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his happiness in this life, and in all his hopes for futurity ? Besides, if prescription must be allowed in this case, how will you deal with it in others ? What will

you say to the ancient Persians, and their firealtars? Nay, what to the Turks, who have been long enough in possession of their faith to plead

Mr. B. I beg pardon for interrupting the gentleman : but it is to save him trouble. He is going into his favourite common-place, and has brought us from Persia to Turkey already; and if he goes on, I know we must follow him round the globe. To save us from this long journey, I will wave all advantage from the antiquity of the resurrection, and the general reception the belief of it has found in the world; and am content to consider it as a fact which happened but last year, and was never heard of either by the gentleman's grandfather, or by mine.

Mr. A. I should not have taken quite so long a journey as the gentleman imagines, nor, indeed, need any man go so far from home to find instances to the purpose I was upon. But since this advantage is quitted, I am as willing to spare my pains, as the gentleman is desirous that I should. And yet I sufpect some art even in this concession, fair and candid as it seems to be. For I am persuaded, that one reason, perhaps the main reason, why men believe this history of Jesus, is, that they cannot conceive that any one should attempt, much less succeed in such an attempt as this, upon the foundation of mere human cunning and policy ; and it is worth the while to go round the globe, as the gentleman expressed himself, to see various instances of the like kind, in

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order to remove this prejudice. But I stand corrected, and will go directly to the point now in judgment.

Mr. B. My Lord, the gentleman, in justification of his first argument, has entered upon another of a very different kind. I think he is sensible of it, and, seeming to yield up one of his popular topics, is indeed artfully getting rid of another; which has made a very good figure in many late writings, but will not bear in any place, where he who maintains it may be asked questions. The mere antiquity of the resurrection I gave up; for if the evidence was not good at first, it cannot be good now. The gentleman is willing, he says, to spare us his history of ancient errors; and intimates, that upon this account he passes over many instances of fraud, that were like in circumstances to the case before us. By no means, my Lord, let them be passed over. I would not have the main strength of his cause betrayed in complaisance to me. Nothing can be more material, than to Thew a fraud of this kind, that prevailed universally in the world. Christ Jesus declared himfelf a prophet, and put the proof of his mission on this ; that he should die openly and publicly, and rise again the third day. This surely was the hardest plot in the world to be managed : and if there be one instance of this kind, or in any degree like it, by all means let it be produced.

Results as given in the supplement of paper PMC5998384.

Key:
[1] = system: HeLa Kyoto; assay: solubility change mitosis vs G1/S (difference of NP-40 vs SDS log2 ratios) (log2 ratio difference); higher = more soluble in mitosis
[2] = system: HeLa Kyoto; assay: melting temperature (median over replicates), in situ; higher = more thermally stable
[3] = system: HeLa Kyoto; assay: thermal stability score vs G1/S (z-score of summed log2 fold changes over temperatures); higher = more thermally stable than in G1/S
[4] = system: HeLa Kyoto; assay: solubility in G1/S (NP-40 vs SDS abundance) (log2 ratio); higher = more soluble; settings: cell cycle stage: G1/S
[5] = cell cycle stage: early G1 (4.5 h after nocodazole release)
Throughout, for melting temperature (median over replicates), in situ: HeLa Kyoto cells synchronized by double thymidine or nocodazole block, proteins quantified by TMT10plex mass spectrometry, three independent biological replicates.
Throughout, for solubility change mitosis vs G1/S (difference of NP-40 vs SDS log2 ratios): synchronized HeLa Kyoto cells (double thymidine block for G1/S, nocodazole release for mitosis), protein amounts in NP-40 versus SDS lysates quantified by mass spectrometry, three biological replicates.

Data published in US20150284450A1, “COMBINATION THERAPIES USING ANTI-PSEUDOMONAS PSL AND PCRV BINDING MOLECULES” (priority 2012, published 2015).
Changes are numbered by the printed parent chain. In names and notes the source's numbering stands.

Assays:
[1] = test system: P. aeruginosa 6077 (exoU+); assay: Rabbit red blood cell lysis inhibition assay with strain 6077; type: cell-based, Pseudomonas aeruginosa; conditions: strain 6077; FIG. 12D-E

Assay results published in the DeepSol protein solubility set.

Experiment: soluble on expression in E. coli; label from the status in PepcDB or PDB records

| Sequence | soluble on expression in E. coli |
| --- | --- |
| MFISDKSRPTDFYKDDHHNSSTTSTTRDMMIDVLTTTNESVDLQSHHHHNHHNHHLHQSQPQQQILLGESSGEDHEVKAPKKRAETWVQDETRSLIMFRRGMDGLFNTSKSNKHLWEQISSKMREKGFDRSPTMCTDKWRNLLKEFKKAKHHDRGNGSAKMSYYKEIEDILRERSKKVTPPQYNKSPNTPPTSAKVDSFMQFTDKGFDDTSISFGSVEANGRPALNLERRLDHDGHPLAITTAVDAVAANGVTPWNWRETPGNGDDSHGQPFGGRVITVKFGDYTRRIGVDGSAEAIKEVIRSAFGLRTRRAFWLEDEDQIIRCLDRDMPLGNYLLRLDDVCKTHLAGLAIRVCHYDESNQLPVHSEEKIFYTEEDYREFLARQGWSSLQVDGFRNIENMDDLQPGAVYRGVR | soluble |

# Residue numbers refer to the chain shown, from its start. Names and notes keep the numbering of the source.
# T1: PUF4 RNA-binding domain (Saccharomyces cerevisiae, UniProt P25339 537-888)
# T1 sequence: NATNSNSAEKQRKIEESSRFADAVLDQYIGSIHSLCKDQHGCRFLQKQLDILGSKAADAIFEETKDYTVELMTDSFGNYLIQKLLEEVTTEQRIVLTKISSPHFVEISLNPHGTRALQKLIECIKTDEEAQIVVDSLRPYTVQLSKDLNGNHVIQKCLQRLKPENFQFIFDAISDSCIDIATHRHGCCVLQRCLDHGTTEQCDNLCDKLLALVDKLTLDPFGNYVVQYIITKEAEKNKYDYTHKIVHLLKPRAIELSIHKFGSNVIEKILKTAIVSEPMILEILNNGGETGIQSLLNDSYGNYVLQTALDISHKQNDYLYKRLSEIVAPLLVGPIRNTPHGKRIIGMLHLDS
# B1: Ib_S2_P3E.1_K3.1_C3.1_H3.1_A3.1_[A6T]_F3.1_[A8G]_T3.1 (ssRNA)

Mr. A. My Lord, there has hardly been an instance of a false religion in the world, but it has also afforded a like instance to this before us. Have they not all pretended to inspiration ? Upon what foot did Pythagoras, Numa, and others set up ? Did they not all converse with the gods, and pretend to deliver oracles ?

Mr. B. This only shews that revelation is, by the common consent of mankind, the very best foundation of religion, and therefore every impostor pretends to it. But is a man's hiding himself in a cave for some years, and then coming out into the world, to be compared to a man's dying, and rising to life again? So far from it, that you and I and every man may do the one, but no man can do the other.

Mr. A. Sir, I suppose it will be allowed to be as great a thing to go to heaven and converse with angels, and with God, and to come down to the earth again, as it is to die and rise again. Now this very thing Mahomet pretended to do, and all his disciples believe it. Can you deny this fact ?